The Union filed with the Employer seven grievances on June 23, 1954, and three grievances on June 24, 1954, all of which were of the type specified in Article IX(F). The Employer followed the procedures of the agreement up to the point of rejecting the claims, the rejections being made at various dates on and subsequent to July 14, 1954. Pursuant to timely notice given pursuant to its terms, the agreement terminated on July 3, 1954. The Union requested the Employer to submit the grievances to arbitration pursuant to Article IX(F) of the agreement. The Employer refused to do so. Thereafter the Union brought this suit against the Employer asking that the Employer be required to submit the grievances to arbitration and praying for damages. The District Court declined to award damages to the Union, saying that none were proven, but decreed that the Employer submit the grievances to arbitration as provided in Article IX(F) of the agreement. Jurisdiction was found under § 301 of the Labor Management Relations Act of 1947, 29 U.S.C.A. § 185.

Presented for our consideration are questions which may be substantive as well as procedural. Since there is no diversity of citzenship apparent we are, at the outset, required to ascertain whether there is a basis for Federal jurisdiction. The Congress has provided that:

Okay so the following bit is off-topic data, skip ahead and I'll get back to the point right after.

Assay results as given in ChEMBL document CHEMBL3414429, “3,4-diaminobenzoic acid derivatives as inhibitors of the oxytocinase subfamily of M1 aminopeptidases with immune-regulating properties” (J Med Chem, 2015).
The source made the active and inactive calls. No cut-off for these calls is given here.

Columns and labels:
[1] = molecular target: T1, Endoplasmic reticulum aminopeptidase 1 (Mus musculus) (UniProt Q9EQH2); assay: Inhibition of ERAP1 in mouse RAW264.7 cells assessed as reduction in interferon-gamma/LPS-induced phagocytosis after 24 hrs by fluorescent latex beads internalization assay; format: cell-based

"Suits for violation of contracts between an employer and a labor organization representing employees in an industry affecting commerce * * * may be brought in any district court of the United States having jurisdiction of the parties, without respect to the amount in controversy or without regard to the citizenship of the parties". Sec. 301 (a), Labor Management Relations Act of 1947, 29 U.S.C.A. § 185(a).

This grant has given Federal courts jurisdiction for the consideration and determination of questions such as the one presented in this case. It has given to Federal courts the power to adjudicate, where a violation of a contract is asserted, causes of action between employers and labor organizations and to determine whether or not a cause of action exists in a particular case. It does not follow, though, from the existence of the judicial power to determine a cause of action or controversy that the right asserted has legal sanction. It does not follow from the grant of jurisdiction to hear a litigant in a Federal forum that rights have been created or remedies provided which are denied to others. That there is a right to seek relief in a Federal court does not mean that the relief sought is necessarily available. More specifically, our question is whether Section 301, taken in context, requires or permits the enforcement of an executory covenant for the submission to arbitration of grievances pursuant to a collective bargaining agreement between a union and an employer.

The provisions of the contract between the parties to this appeal from which spring the problems presented are not novel, yet we do not find that the precise point presented has heretofore been considered by an appellate court. In the absence of statute it is the general rule that executory contracts to submit disputes to arbitration will not be specifically enforced. Red Cross Line v. Atlantic Fruit Co., 1924, 264 U.S. 109, 44 S.Ct. 274, 68 L.Ed. 582. Tejas Development Co. v. McGough Bros., 5 Cir., 1947, 165 F.2d 276. Such is the rule as found by the framers of the Restatement of the Law. Restatement, Contracts, § 550 (1932). The Supreme Court of Alabama, announcing the rule, has said: